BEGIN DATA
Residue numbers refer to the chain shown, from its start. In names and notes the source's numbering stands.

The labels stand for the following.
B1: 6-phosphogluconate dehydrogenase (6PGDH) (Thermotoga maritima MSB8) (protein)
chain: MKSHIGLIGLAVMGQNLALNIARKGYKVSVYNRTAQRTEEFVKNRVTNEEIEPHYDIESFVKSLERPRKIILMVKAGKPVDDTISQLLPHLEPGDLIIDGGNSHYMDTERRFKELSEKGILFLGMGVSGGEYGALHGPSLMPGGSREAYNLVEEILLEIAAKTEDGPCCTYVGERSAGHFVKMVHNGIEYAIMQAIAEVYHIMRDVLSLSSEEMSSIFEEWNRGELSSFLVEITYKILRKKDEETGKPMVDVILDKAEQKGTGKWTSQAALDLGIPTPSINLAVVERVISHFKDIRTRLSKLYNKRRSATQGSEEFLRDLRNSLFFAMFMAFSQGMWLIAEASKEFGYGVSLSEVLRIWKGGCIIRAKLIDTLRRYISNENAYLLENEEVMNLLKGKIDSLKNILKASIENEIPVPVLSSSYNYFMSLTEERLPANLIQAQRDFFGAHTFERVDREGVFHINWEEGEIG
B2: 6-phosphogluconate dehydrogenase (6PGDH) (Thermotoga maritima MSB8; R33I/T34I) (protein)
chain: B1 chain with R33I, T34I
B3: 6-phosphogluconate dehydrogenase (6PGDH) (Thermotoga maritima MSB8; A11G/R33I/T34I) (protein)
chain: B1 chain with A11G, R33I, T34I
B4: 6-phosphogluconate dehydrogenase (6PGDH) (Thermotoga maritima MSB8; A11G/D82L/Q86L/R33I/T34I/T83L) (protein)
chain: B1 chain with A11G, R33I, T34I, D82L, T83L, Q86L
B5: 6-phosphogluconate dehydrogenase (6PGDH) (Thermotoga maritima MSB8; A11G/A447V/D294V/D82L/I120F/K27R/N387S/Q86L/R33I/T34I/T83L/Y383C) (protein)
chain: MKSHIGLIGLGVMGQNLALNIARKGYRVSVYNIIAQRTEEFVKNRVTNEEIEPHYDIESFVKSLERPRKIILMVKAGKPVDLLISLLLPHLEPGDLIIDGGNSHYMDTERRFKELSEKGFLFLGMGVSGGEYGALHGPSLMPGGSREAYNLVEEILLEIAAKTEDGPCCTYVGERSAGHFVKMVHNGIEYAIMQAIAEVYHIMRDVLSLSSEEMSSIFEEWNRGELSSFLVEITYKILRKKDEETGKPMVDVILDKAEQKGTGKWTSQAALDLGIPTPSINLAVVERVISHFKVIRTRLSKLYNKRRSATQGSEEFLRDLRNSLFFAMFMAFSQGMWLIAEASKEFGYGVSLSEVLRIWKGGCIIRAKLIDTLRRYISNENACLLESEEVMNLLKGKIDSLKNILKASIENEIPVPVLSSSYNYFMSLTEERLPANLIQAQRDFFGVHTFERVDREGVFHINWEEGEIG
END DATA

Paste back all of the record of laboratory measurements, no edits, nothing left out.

Residue numbers refer to the chain shown, from its start. In names and notes the source's numbering stands.

The labels stand for the following.
B1: 6-phosphogluconate dehydrogenase (6PGDH) (Thermotoga maritima MSB8) (protein)
chain: MKSHIGLIGLAVMGQNLALNIARKGYKVSVYNRTAQRTEEFVKNRVTNEEIEPHYDIESFVKSLERPRKIILMVKAGKPVDDTISQLLPHLEPGDLIIDGGNSHYMDTERRFKELSEKGILFLGMGVSGGEYGALHGPSLMPGGSREAYNLVEEILLEIAAKTEDGPCCTYVGERSAGHFVKMVHNGIEYAIMQAIAEVYHIMRDVLSLSSEEMSSIFEEWNRGELSSFLVEITYKILRKKDEETGKPMVDVILDKAEQKGTGKWTSQAALDLGIPTPSINLAVVERVISHFKDIRTRLSKLYNKRRSATQGSEEFLRDLRNSLFFAMFMAFSQGMWLIAEASKEFGYGVSLSEVLRIWKGGCIIRAKLIDTLRRYISNENAYLLENEEVMNLLKGKIDSLKNILKASIENEIPVPVLSSSYNYFMSLTEERLPANLIQAQRDFFGAHTFERVDREGVFHINWEEGEIG
B2: 6-phosphogluconate dehydrogenase (6PGDH) (Thermotoga maritima MSB8; R33I/T34I) (protein)
chain: B1 chain with R33I, T34I
B3: 6-phosphogluconate dehydrogenase (6PGDH) (Thermotoga maritima MSB8; A11G/R33I/T34I) (protein)
chain: B1 chain with A11G, R33I, T34I
B4: 6-phosphogluconate dehydrogenase (6PGDH) (Thermotoga maritima MSB8; A11G/D82L/Q86L/R33I/T34I/T83L) (protein)
chain: B1 chain with A11G, R33I, T34I, D82L, T83L, Q86L
B5: 6-phosphogluconate dehydrogenase (6PGDH) (Thermotoga maritima MSB8; A11G/A447V/D294V/D82L/I120F/K27R/N387S/Q86L/R33I/T34I/T83L/Y383C) (protein)
chain: MKSHIGLIGLGVMGQNLALNIARKGYRVSVYNIIAQRTEEFVKNRVTNEEIEPHYDIESFVKSLERPRKIILMVKAGKPVDLLISLLLPHLEPGDLIIDGGNSHYMDTERRFKELSEKGFLFLGMGVSGGEYGALHGPSLMPGGSREAYNLVEEILLEIAAKTEDGPCCTYVGERSAGHFVKMVHNGIEYAIMQAIAEVYHIMRDVLSLSSEEMSSIFEEWNRGELSSFLVEITYKILRKKDEETGKPMVDVILDKAEQKGTGKWTSQAALDLGIPTPSINLAVVERVISHFKVIRTRLSKLYNKRRSATQGSEEFLRDLRNSLFFAMFMAFSQGMWLIAEASKEFGYGVSLSEVLRIWKGGCIIRAKLIDTLRRYISNENACLLESEEVMNLLKGKIDSLKNILKASIENEIPVPVLSSSYNYFMSLTEERLPANLIQAQRDFFGVHTFERVDREGVFHINWEEGEIG